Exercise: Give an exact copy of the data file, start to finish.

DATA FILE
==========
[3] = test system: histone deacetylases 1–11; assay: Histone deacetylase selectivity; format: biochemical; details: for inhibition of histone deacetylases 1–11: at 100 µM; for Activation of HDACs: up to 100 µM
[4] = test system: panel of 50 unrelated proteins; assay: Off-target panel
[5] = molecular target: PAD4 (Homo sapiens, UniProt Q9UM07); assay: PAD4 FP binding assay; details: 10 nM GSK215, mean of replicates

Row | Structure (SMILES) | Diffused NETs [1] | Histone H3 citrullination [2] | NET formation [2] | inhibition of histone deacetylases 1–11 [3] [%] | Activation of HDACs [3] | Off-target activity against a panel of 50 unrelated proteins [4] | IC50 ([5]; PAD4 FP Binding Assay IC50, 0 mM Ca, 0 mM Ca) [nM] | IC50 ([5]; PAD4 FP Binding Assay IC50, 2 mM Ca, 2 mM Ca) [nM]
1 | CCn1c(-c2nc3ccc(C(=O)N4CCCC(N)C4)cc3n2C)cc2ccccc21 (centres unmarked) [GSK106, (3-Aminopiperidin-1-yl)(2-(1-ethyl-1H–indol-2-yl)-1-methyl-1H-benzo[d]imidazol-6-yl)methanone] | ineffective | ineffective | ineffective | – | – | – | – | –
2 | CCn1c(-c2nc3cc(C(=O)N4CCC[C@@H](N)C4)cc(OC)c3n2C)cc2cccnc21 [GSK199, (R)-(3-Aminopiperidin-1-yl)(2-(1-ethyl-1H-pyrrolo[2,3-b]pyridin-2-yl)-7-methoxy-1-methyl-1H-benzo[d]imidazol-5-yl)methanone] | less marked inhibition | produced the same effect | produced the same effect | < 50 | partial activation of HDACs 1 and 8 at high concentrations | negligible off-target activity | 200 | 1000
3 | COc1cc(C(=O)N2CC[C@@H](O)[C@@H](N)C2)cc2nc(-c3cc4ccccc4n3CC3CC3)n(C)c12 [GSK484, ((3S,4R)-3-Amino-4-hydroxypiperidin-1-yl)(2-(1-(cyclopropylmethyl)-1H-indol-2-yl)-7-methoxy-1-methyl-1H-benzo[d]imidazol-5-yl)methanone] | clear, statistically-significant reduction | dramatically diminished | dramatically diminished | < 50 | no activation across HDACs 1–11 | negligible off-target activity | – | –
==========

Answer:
[3] = test system: histone deacetylases 1–11; assay: Histone deacetylase selectivity; format: biochemical; details: for inhibition of histone deacetylases 1–11: at 100 µM; for Activation of HDACs: up to 100 µM
[4] = test system: panel of 50 unrelated proteins; assay: Off-target panel
[5] = molecular target: PAD4 (Homo sapiens, UniProt Q9UM07); assay: PAD4 FP binding assay; details: 10 nM GSK215, mean of replicates

Row | Structure (SMILES) | Diffused NETs [1] | Histone H3 citrullination [2] | NET formation [2] | inhibition of histone deacetylases 1–11 [3] [%] | Activation of HDACs [3] | Off-target activity against a panel of 50 unrelated proteins [4] | IC50 ([5]; PAD4 FP Binding Assay IC50, 0 mM Ca, 0 mM Ca) [nM] | IC50 ([5]; PAD4 FP Binding Assay IC50, 2 mM Ca, 2 mM Ca) [nM]
1 | CCn1c(-c2nc3ccc(C(=O)N4CCCC(N)C4)cc3n2C)cc2ccccc21 (centres unmarked) [GSK106, (3-Aminopiperidin-1-yl)(2-(1-ethyl-1H–indol-2-yl)-1-methyl-1H-benzo[d]imidazol-6-yl)methanone] | ineffective | ineffective | ineffective | – | – | – | – | –
2 | CCn1c(-c2nc3cc(C(=O)N4CCC[C@@H](N)C4)cc(OC)c3n2C)cc2cccnc21 [GSK199, (R)-(3-Aminopiperidin-1-yl)(2-(1-ethyl-1H-pyrrolo[2,3-b]pyridin-2-yl)-7-methoxy-1-methyl-1H-benzo[d]imidazol-5-yl)methanone] | less marked inhibition | produced the same effect | produced the same effect | < 50 | partial activation of HDACs 1 and 8 at high concentrations | negligible off-target activity | 200 | 1000
3 | COc1cc(C(=O)N2CC[C@@H](O)[C@@H](N)C2)cc2nc(-c3cc4ccccc4n3CC3CC3)n(C)c12 [GSK484, ((3S,4R)-3-Amino-4-hydroxypiperidin-1-yl)(2-(1-(cyclopropylmethyl)-1H-indol-2-yl)-7-methoxy-1-methyl-1H-benzo[d]imidazol-5-yl)methanone] | clear, statistically-significant reduction | dramatically diminished | dramatically diminished | < 50 | no activation across HDACs 1–11 | negligible off-target activity | – | –